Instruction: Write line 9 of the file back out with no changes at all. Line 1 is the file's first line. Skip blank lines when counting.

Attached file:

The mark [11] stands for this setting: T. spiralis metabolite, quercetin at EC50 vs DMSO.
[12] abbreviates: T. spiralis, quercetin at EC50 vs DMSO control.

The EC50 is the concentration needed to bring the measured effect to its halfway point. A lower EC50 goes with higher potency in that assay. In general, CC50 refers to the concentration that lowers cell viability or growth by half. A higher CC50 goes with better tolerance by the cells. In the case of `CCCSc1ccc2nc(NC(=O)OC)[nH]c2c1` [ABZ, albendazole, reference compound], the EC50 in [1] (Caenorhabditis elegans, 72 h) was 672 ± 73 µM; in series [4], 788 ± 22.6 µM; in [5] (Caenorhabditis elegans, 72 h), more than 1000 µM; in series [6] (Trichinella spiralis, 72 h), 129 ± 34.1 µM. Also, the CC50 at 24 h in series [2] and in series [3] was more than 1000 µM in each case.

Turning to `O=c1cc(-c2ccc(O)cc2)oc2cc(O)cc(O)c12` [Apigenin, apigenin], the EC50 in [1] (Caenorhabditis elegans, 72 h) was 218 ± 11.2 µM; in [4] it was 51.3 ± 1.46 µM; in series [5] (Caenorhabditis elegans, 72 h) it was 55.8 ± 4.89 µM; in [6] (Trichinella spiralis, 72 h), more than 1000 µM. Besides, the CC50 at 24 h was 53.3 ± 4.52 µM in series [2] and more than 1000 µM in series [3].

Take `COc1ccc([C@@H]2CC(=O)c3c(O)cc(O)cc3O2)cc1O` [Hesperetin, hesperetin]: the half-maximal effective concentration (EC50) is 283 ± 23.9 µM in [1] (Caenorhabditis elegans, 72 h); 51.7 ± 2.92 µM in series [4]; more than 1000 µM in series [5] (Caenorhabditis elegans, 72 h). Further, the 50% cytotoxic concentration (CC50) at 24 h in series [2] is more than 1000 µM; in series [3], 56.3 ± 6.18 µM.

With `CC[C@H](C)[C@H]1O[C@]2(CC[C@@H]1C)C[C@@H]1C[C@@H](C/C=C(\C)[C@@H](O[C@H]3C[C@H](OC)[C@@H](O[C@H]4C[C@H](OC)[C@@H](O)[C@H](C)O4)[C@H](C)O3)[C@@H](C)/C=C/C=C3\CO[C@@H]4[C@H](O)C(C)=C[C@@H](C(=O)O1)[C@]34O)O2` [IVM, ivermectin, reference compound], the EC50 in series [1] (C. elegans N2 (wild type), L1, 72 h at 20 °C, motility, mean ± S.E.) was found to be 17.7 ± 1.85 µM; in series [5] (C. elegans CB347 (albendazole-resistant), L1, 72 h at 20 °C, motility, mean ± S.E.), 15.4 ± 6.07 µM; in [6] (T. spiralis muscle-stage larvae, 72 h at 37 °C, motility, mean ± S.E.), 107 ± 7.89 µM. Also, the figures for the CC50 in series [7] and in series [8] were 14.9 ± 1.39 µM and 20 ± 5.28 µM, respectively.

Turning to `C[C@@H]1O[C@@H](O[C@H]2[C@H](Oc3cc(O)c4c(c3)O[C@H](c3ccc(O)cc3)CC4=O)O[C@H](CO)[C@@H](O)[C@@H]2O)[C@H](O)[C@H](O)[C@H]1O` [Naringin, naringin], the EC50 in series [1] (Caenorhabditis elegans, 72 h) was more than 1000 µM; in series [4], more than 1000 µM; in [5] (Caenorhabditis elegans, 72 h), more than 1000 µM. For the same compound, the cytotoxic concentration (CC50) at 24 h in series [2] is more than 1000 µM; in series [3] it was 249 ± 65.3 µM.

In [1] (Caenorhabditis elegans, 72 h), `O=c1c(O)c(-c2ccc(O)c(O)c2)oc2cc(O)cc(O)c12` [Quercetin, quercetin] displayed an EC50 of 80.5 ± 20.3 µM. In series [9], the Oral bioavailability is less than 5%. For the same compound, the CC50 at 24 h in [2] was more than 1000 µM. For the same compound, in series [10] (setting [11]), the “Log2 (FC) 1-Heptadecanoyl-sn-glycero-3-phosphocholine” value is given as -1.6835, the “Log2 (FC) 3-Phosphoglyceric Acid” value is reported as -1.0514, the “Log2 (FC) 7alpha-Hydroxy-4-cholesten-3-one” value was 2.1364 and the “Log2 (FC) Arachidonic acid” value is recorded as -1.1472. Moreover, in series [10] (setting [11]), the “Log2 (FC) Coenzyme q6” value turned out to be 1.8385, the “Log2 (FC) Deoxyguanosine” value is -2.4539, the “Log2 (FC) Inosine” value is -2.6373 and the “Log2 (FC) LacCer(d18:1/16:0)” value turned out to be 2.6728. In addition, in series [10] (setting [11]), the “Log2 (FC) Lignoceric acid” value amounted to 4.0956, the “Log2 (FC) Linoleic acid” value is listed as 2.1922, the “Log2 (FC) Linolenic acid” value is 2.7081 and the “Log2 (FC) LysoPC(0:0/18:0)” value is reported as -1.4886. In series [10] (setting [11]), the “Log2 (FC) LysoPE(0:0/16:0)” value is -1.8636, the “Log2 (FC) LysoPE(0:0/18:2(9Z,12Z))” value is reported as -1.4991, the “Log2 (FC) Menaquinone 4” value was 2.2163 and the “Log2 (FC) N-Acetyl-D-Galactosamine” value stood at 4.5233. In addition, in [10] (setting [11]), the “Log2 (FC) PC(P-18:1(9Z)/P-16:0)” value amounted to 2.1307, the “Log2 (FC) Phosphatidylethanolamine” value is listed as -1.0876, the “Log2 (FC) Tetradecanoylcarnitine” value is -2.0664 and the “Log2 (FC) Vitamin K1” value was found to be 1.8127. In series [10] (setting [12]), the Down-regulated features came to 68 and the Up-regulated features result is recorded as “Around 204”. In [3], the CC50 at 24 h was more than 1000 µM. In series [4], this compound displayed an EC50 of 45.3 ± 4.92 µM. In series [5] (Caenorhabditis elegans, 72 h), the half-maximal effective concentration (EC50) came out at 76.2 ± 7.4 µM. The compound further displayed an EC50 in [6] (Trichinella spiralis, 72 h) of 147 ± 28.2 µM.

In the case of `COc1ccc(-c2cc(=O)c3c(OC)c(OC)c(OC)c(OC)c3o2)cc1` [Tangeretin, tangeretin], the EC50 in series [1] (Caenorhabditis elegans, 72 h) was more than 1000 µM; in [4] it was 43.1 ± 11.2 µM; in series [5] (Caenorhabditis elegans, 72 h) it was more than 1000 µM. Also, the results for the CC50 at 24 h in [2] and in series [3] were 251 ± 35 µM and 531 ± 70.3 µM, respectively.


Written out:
In the case of `COc1ccc(-c2cc(=O)c3c(OC)c(OC)c(OC)c(OC)c3o2)cc1` [Tangeretin, tangeretin], the EC50 in series [1] (Caenorhabditis elegans, 72 h) was more than 1000 µM; in [4] it was 43.1 ± 11.2 µM; in series [5] (Caenorhabditis elegans, 72 h) it was more than 1000 µM. Also, the results for the CC50 at 24 h in [2] and in series [3] were 251 ± 35 µM and 531 ± 70.3 µM, respectively.